The rise of Donald Trump has exposed the frightening underbelly of America's foulest tendencies. Our racism, nativism, xenophobia, misogyny, Islamophobia, ableism, and propensity toward authoritarianism have been laid bare. Reactions from those who stand opposed to these manifestations of oppression have varied from calm condemnation and routine peaceful protests, to blockades of roads and borderline riotous outbursts, including sporadic violence in various cities.
This isn't a coincidence.
There are so many examples of Trump inciting violence the New York Times put together this video documenting some of them. A powerful video juxtaposing his longing for the violence against protestors from the "good ol' days" with images from the Civil Rights Era recently went viral. There's been an upswing in anti-Muslim hate crimes that correlates with his candidacy--including several offenders who cite him as their inspiration. Another of his supporters beat an unhoused Latino man. Yet another sucker punched a demonstrator at a rally and then, more alarmingly, went on to say, "The next time we see him, we might have to kill him." Trump has not just flagrantly violated the typical boundaries of political discourse, his candidacy is linked to multiple instances of violence. It shouldn't be a surprise that opposition to him has responded in kind. Yet, a lot of people seem shocked and appalled at this perfectly logical reaction. In the face of media, politicians, and GOP primary voters normalizing Trump as a presidential candidate--whatever your personal beliefs regarding violent resistance--there's an inherent value in forestalling Trump's normalization. Violent resistance accomplishes this. In spite of this, such resistance is apparently more offensive and unacceptable to societal norms and liberal sensibilities than the nastiness being resisted in the first place.
As a result, a litany of think-pieces and condemnations from liberal media and politicians are making their rounds to make it clear how unacceptable and counterproductive any violence or rioting is, urging people to "listen to the other side," and to use "legitimate means" to fight Trump's rise--ignoring the possibility of fascism in the US rising with it. Those who stray from this nonviolent narrative, like Emmet Rensin, an editor at Vox who tweeted that people should riot when Trump comes to town, face swift and punitive redress, urging them to fall back in line. Amidst the hot takes and denunciations from liberals, they all seem to miss a few key points. First, they misplace the blame. Second, they misunderstand the desired outcome from violent resistance and those protesting Trump in general. And third, they ignore the history of successful violent insurrection in the US, instead favoring the elementary school version of history in which nonviolence is the only means of struggle that's ever achieved a thing.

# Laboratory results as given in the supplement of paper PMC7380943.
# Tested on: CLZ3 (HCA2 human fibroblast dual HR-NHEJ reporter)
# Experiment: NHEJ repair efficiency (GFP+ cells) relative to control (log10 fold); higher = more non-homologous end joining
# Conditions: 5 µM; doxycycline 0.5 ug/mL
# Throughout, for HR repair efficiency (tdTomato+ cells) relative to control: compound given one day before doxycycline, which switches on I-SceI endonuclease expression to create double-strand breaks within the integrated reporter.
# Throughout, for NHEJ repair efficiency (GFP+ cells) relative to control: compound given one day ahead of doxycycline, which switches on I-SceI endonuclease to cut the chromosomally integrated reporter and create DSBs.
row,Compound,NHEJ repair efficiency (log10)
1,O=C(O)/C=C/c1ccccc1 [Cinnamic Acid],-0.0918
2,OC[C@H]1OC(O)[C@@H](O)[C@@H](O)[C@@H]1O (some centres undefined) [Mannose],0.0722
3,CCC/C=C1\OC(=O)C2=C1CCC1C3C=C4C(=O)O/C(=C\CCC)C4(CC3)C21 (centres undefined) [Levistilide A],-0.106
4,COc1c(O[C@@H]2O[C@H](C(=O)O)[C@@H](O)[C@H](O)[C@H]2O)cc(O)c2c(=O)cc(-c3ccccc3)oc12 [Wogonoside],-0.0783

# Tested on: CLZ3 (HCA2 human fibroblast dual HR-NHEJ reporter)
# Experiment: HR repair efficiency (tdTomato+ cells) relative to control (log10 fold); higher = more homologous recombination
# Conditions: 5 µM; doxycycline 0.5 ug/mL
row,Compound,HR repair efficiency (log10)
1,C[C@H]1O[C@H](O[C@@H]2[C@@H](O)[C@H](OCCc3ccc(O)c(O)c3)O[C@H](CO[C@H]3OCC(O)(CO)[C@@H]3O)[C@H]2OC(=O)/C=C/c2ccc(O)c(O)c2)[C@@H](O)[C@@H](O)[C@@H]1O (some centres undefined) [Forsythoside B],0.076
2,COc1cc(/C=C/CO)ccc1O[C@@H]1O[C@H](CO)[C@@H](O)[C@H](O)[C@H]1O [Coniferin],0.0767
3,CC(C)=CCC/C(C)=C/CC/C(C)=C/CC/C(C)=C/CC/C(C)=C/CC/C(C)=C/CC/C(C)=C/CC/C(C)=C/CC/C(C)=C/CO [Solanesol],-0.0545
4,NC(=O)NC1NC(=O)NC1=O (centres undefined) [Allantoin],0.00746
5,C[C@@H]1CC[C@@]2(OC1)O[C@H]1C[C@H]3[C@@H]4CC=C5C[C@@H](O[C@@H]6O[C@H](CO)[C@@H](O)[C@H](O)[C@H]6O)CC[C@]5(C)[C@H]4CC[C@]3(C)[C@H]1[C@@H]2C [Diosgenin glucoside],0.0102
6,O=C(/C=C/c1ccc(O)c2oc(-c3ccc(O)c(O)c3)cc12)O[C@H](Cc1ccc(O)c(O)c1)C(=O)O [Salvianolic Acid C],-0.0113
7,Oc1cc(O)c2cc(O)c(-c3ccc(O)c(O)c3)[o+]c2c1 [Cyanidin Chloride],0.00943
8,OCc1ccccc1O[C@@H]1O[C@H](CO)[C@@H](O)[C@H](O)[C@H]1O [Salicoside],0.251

Let's go point by point.
Point one. These denunciations of violence from anti-Trump protestors rest on the misguided view that the divide Trump's exposed is a typical political disagreement between partisans, and should be handled as such. This couldn't be further from the truth. Trump might not be a fascist in the 20th century European sense of the term--though many of his supporters are--but he might represent its 21st century US version. There's no doubt he's expanded the Overton Window to include rhetoric previously well outside its bounds. His calls for a "deportation force" to expel 11+ million people from the country, his claims that most Mexican immigrants are rapists and criminals, his calls to keep databases of Muslims and to enact a total ban on Muslims entering the country, his rampant sexism, his mocking people with disabilities, and his propensity for lying have brought the already pathetic state of US political discourse to astoundingly precarious lows. Treating this like politics as usual allows it to become politics as usual, and those who do so risk complicity ushering in a new era of fascist politics in the United States. Violence that takes place at Trump rallies--in support or opposition--is a reaction to the tone he's set, and the blame for it should land primarily on his shoulders. As awful as Ted Cruz is, and he's genuinely terrible, like there's no way to overemphasize how terribly awful Ted Cruz is--politically, personally, as a colleague, a roommate, a presidential candidate... I mean he's really the worst. But if he was the presumptive GOP nominee things wouldn't look this way.